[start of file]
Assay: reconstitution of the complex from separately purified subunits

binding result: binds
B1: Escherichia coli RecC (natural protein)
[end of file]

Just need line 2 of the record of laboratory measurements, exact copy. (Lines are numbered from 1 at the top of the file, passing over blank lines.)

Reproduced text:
binding result: binds